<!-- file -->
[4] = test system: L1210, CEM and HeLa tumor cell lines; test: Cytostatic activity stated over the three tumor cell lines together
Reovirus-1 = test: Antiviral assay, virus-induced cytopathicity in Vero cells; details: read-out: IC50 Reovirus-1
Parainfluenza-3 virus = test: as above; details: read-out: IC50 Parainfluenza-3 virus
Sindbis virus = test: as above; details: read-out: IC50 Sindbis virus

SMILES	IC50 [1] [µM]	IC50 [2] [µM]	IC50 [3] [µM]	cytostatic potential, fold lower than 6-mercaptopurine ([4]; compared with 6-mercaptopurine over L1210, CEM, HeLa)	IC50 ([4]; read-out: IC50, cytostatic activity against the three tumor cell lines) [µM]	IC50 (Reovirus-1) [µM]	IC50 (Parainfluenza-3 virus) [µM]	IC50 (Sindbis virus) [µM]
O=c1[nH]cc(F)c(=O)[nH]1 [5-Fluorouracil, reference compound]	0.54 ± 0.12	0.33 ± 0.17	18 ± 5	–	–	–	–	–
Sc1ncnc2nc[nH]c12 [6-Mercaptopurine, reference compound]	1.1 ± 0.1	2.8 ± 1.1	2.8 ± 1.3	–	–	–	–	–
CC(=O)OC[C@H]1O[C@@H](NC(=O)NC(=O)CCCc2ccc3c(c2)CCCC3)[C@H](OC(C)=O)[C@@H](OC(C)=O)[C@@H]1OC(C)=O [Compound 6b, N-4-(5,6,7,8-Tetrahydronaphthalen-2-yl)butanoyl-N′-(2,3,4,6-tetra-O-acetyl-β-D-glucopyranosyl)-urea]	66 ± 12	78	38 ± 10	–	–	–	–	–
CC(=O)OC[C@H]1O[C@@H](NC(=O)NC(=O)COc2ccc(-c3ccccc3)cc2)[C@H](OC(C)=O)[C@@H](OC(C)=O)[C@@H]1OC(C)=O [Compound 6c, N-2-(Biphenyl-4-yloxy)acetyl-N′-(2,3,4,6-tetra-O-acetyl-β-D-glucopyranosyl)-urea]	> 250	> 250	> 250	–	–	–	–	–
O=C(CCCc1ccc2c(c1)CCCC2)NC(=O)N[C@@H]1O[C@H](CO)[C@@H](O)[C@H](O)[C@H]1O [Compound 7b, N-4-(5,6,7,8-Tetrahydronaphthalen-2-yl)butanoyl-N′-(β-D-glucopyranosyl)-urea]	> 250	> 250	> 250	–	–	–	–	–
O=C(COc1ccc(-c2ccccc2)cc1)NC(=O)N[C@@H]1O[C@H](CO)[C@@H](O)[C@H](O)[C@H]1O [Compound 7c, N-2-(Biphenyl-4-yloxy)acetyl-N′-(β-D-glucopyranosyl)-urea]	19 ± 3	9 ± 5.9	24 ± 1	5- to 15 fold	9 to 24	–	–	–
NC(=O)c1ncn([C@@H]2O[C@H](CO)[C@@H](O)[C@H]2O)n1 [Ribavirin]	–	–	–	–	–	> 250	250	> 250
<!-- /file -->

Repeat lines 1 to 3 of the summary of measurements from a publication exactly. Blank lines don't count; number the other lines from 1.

[4] = test system: L1210, CEM and HeLa tumor cell lines; test: Cytostatic activity stated over the three tumor cell lines together
Reovirus-1 = test: Antiviral assay, virus-induced cytopathicity in Vero cells; details: read-out: IC50 Reovirus-1
Parainfluenza-3 virus = test: as above; details: read-out: IC50 Parainfluenza-3 virus